‘Crunch time’ for construction industry, warns CBI
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The Confederation of British Industry (CBI) has warned that the British construction industry is facing a crucial period, in which wafer-thin profit margins and an ageing workforce will clash with high demand for construction.
The demand for construction is marked with a widespread awareness of the need for sustainability in new homes, offices and transport infrastructure.
The construction industry employs 2.3 million and contributes an estimated six per cent of UK GDP. Despite this, the industry is facing some concerns; a third of its workforce are less than 15 years from retirement and the average profit margin in the industry’s largest firms is around 2.5 percent (with construction firms spending twice as much on legal services than other industries). According to the CBI’s latest report, Fine Margins [PDF], this indicates that it is “crunch time” for the sector.
According to the report, the business model used in the construction industry is not fit for purpose, plagued with issues such as adversarial relationships between clients and contractors (as well as between businesses), unfair approaches to risk allocation and procurement, and a focus on price rather than value for money. The CBI also blames years of political uncertainty for diminishing confidence and investment in the sector and “creating an operating environment that is short-termist and unsustainable”.
The report recommends that both government and businesses have roles to play in resolving these issues, such as by discouraging single-stage procurement processes and instead ensuring that major projects plan an initial, non-competitive stage during the procurement process to identify and account for risks. It also recommends that businesses should be prepared to step away from contracts where the terms are too onerous or the price too low.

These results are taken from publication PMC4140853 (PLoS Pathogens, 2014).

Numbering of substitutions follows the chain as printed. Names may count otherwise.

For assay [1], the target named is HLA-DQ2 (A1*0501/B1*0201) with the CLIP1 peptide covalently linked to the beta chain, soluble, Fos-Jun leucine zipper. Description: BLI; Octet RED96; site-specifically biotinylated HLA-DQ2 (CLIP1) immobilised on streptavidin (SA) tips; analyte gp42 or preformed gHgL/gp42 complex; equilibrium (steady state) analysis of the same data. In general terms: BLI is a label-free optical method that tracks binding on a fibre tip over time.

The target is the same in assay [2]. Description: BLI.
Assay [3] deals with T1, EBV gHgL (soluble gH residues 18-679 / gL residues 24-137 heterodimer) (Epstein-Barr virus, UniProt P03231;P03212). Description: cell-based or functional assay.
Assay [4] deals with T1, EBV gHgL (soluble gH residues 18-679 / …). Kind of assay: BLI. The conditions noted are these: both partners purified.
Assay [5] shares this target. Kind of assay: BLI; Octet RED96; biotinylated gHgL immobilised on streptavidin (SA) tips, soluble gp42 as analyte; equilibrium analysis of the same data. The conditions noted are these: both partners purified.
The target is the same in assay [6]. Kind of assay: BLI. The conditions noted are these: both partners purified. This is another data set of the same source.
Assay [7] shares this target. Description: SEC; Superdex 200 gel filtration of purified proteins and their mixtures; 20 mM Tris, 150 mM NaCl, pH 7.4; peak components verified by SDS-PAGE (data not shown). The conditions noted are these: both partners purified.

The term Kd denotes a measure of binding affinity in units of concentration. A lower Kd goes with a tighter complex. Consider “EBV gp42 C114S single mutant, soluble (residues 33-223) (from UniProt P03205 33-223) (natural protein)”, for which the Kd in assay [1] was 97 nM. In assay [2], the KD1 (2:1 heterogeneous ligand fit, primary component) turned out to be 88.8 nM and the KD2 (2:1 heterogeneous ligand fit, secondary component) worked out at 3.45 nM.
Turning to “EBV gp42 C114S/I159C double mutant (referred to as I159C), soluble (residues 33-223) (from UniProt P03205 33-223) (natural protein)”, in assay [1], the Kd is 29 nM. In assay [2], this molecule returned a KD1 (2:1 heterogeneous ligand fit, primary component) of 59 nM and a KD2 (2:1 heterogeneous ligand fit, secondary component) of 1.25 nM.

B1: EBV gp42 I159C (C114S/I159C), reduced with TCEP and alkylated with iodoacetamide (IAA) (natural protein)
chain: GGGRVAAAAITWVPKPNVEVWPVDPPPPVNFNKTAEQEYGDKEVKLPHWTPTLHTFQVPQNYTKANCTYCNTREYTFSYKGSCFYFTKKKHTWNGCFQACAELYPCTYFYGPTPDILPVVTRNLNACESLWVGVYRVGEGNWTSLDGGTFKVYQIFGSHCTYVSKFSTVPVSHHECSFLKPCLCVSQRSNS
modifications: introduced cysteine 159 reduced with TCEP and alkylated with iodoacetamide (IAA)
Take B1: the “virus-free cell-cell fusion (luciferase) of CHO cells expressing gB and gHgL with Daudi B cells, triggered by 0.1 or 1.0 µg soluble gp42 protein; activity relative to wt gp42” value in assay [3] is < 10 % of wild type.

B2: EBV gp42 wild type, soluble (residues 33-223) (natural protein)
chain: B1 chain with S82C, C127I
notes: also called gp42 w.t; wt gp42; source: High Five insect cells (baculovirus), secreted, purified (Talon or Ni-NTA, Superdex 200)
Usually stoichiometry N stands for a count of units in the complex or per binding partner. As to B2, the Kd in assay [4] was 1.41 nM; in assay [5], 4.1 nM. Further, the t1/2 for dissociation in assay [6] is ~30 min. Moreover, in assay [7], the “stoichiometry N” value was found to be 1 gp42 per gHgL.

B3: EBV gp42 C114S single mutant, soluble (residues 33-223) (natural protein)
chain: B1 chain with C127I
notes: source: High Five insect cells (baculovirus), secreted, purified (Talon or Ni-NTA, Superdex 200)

The CBI argues that tackling these outstanding issues will create a more financially sustainable construction sector less likely to run behind schedule and over budget and in a better position to invest more in training and technology.
“It is business’ investment in skills, technology and innovation that will rapidly improve the industry’s impact on the environment and create a safer, future-proofed built environment,” the report says.
Josh Hardie, deputy director-general of the CBI commented: "This is a crucial time for the construction industry with the demand for new, sustainable homes, offices and transport infrastructure on the rise, and all within the scope of rapidly improving the sector’s impact on the environment.”
“By fixing the foundations of the construction business model between clients and contractors, essential new investments in skills, tech and innovation are possible and we can unleash the full potential of the industry. Adversarial behaviours built up over many decades coupled with problematic approaches to risk allocation and procurement have resulted in a business model that too often remains short-termist and unsustainable.”
Earlier this week, Historic England said that more buildings should be “recycled and reused”, rather than demolished, in order to reduce the UK’s carbon emissions. According to the public body, the built environment – including the construction industry – accounts for around 42 per cent of the UK’s carbon footprint. Refurbishing existing buildings has considerably less environmental impact than new builds.
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